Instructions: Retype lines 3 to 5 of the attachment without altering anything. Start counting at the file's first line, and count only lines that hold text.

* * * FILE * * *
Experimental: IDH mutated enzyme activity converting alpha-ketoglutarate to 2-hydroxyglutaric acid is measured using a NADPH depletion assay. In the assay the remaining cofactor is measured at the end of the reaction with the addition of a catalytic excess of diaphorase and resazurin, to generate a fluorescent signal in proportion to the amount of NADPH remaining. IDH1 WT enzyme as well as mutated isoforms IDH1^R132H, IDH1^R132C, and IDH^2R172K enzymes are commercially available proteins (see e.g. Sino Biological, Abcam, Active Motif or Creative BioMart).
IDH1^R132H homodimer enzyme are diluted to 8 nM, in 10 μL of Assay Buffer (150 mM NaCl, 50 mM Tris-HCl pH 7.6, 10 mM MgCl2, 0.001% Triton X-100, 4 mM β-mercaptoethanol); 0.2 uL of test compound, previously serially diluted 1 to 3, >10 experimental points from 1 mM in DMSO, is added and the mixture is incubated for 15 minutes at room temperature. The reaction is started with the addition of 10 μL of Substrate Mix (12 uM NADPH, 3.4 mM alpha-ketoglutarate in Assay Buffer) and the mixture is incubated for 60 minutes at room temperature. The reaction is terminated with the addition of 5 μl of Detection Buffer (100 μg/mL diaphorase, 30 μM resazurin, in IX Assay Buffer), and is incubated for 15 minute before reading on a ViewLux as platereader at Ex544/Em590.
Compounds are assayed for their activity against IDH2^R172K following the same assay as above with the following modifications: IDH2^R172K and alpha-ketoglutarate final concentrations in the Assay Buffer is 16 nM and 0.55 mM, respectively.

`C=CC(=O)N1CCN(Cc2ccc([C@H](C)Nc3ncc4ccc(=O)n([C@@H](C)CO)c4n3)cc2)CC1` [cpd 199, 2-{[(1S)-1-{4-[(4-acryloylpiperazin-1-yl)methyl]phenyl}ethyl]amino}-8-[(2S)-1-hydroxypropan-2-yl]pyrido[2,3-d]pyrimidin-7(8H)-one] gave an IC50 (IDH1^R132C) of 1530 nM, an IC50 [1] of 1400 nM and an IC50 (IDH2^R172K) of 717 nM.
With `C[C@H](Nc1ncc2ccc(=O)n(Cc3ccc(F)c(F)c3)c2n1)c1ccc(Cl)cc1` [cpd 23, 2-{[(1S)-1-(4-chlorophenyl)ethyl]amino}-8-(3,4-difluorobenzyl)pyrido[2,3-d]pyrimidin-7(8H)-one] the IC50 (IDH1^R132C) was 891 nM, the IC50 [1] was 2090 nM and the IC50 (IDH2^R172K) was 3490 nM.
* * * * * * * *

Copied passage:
Compounds are assayed for their activity against IDH2^R172K following the same assay as above with the following modifications: IDH2^R172K and alpha-ketoglutarate final concentrations in the Assay Buffer is 16 nM and 0.55 mM, respectively.

`C=CC(=O)N1CCN(Cc2ccc([C@H](C)Nc3ncc4ccc(=O)n([C@@H](C)CO)c4n3)cc2)CC1` [cpd 199, 2-{[(1S)-1-{4-[(4-acryloylpiperazin-1-yl)methyl]phenyl}ethyl]amino}-8-[(2S)-1-hydroxypropan-2-yl]pyrido[2,3-d]pyrimidin-7(8H)-one] gave an IC50 (IDH1^R132C) of 1530 nM, an IC50 [1] of 1400 nM and an IC50 (IDH2^R172K) of 717 nM.
With `C[C@H](Nc1ncc2ccc(=O)n(Cc3ccc(F)c(F)c3)c2n1)c1ccc(Cl)cc1` [cpd 23, 2-{[(1S)-1-(4-chlorophenyl)ethyl]amino}-8-(3,4-difluorobenzyl)pyrido[2,3-d]pyrimidin-7(8H)-one] the IC50 (IDH1^R132C) was 891 nM, the IC50 [1] was 2090 nM and the IC50 (IDH2^R172K) was 3490 nM.